How does Unix Compare to Linux and Windows NT?

Hi

How does Linux Compare to Unix and Windows NT? I though it was just a cut down version of Unix...

I have just spent a lot of money getting a site developed and the designer has said he wants to run it on his own server which is running Linux.

How does Linux compare with Unix or Windows NT? I haven't heard of anyone hosting a site on Linux before and I am worried that the developer is trying to force me to pay for hosting the site when that wasn't part of the deal!

Please give me an honest assessment of the pros and  of Linux.
Thankyou

James
mindwaveAsked:
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Kim RyanIT ConsultantCommented:
Linux has the same basic functinality as the commercial versions of Unix such as Sun Solaris, and there are no licence fees. I think the issue is more about what type of web server you want to run. The choice is Apache for Linux (open source, free), NES for Solarais or IIS for NT. All 3 are widely used and supported, with Apache being the most popular.

If you have paid to have a site developed, you should be able to specify where it is hosted. This could be on your own hardware, a commercial hosting serevice (probably the cheapest) or by the developer. Hopefully, the site has been designed in a portable way so it will run on any web server, Linux, Unix or NT based.
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chris_calabreseCommented:
Hmm, I don't know if I can agree 100% here.  Sure, Linux is basically modeled after Unix, but the commercial Unixen definitely have some advantages over Linux like more robust filesystems and better scalability to lots of processors/memory, and support for some high-end or industry-specific applications that aren't on Linux (yet?).

NT also has the applications advantage in some areas, but it certainly can't be said that it has any technical advantages.

The real question, as aluded to above, is which web server you want to run.  Apache is the most popular, and is fine for many circumstances.  However, Netscape Enterprise Server (and it's iPlanet follow-on) does have advantages like supporting more third-party plug-ins for strange extensions, and better support for LDAP for authenticating zillions of users.

Linux with Apache represents about half of all web servers on the Internet acording to most studies I've seen, so it's obviously "good enough" for most purposes.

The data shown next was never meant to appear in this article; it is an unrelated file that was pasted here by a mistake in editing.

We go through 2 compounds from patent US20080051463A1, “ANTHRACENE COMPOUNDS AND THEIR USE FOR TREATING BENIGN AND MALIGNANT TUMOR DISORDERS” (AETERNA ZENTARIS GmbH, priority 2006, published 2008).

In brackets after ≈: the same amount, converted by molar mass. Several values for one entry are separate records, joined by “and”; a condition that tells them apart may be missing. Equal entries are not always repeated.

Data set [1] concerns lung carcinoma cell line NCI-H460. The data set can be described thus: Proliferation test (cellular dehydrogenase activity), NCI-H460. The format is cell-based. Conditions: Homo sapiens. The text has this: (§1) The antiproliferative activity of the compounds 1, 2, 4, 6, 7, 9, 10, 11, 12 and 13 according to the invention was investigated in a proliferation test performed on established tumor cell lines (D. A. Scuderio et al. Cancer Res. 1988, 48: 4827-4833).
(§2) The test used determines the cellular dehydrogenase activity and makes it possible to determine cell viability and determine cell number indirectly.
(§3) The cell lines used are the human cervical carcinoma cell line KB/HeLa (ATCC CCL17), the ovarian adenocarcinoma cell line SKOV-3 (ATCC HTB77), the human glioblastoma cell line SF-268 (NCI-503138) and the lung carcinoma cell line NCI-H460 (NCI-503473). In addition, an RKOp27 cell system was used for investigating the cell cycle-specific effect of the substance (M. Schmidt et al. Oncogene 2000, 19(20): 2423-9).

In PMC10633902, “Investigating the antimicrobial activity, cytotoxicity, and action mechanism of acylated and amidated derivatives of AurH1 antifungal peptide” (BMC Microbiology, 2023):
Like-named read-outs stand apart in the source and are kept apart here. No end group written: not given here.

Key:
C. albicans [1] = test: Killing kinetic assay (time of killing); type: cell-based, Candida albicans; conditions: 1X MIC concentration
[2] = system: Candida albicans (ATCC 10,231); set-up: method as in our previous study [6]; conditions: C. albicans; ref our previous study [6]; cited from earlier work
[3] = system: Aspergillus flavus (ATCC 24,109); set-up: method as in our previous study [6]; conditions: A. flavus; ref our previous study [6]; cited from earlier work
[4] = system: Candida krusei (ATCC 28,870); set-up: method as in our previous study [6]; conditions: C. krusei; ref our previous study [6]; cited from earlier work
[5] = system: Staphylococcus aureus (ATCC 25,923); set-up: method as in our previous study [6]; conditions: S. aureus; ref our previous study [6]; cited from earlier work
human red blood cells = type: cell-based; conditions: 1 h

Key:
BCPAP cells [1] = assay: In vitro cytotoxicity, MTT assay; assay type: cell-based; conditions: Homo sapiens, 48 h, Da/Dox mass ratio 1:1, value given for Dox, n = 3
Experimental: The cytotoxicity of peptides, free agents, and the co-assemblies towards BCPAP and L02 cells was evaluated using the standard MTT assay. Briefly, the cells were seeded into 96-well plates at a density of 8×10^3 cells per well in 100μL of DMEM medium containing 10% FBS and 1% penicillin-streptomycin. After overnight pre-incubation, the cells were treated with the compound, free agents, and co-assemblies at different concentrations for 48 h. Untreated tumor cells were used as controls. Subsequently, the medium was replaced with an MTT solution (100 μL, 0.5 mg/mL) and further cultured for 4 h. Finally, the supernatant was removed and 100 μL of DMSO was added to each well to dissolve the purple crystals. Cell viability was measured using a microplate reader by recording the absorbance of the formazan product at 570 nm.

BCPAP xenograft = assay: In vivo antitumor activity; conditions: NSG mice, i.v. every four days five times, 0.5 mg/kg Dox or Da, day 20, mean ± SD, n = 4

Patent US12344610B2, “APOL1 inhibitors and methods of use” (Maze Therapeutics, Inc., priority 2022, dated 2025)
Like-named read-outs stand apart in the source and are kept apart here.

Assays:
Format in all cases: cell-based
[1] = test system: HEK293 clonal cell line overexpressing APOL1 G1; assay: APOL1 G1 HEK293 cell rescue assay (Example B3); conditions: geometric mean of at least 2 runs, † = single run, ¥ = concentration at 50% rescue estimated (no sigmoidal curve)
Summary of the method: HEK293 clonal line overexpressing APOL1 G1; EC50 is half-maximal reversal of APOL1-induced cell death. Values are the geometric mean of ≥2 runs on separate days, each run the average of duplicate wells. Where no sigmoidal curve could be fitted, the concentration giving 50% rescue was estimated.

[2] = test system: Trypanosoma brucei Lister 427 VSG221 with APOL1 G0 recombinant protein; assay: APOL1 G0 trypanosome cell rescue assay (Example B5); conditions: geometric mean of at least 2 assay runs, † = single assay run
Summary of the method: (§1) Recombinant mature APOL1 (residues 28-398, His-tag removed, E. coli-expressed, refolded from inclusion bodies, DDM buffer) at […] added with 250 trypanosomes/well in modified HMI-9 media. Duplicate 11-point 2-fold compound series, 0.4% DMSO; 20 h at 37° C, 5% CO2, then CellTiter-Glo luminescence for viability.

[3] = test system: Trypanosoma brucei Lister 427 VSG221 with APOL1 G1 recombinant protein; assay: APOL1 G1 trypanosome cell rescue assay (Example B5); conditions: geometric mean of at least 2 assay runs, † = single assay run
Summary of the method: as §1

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nahaCommented:
I think the bigger issue is not Unix/Linux/NT unless the code produced ties it to any particular technology. - They all have strengths & weaknesses. I'd still recommend hosting it on the same type of system as it is developed on unless were talking standard HTML etc & as it cost a lot I guess it isn't.

Look at your contract (I assume you have one!). Who 'owns' the code created by the developers - You/Them/Not stated. If it's compiled is it in escrow/have you got the source code?  

Is web hosting mentioned? Then, if you think they are trying to call the shots & control you - their customer, ask a lawyer to check out the contract & find out where you stand.  

Another thing to think about is - who will support the code when it needs changing (& it will). If you stick with them it's worth pointing out that maintenance will generate an income stream for the future & potential additional business. Then get the contract sorted - especially of code ownership & escrow etc.


It all sounds a bit heavy, but you seem very concerned about this. I'm not a lawyer, or even a great fan of them, but it can be very worthwhile using them in situations like this.      
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Kim RyanIT ConsultantCommented:
Mindwave, does this answer your question? Some feedback would be appreciated.
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gurumaartenCommented:
If your new site uses, or will be using in the future.., ASP (active Server Pages) Front Page server extensions, definately make sure you provider supports this! That means running Microsoft internet Information server! Sure, you're provider want's to run it on linux.., it's the cheapest solution (I'm not saying it's no good! Don't get me wrong on that one!)...

Linux, compared to WindowsNT or commercial Unix versions, does noet have a multithreaded IP stack, so when running a highperformance website, this is definately an issue!

A provider in my opinion is no good if he can't even provide support for a website on NT.
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mindwaveAuthor Commented:
Thank you all for your input!

I think I now feel more comfortable with Linux.

There is a great site at http://www.netcraft.com/whats/ that tells you all about sites and their back-ends!

Thank you and I wish I could give you all points!

James
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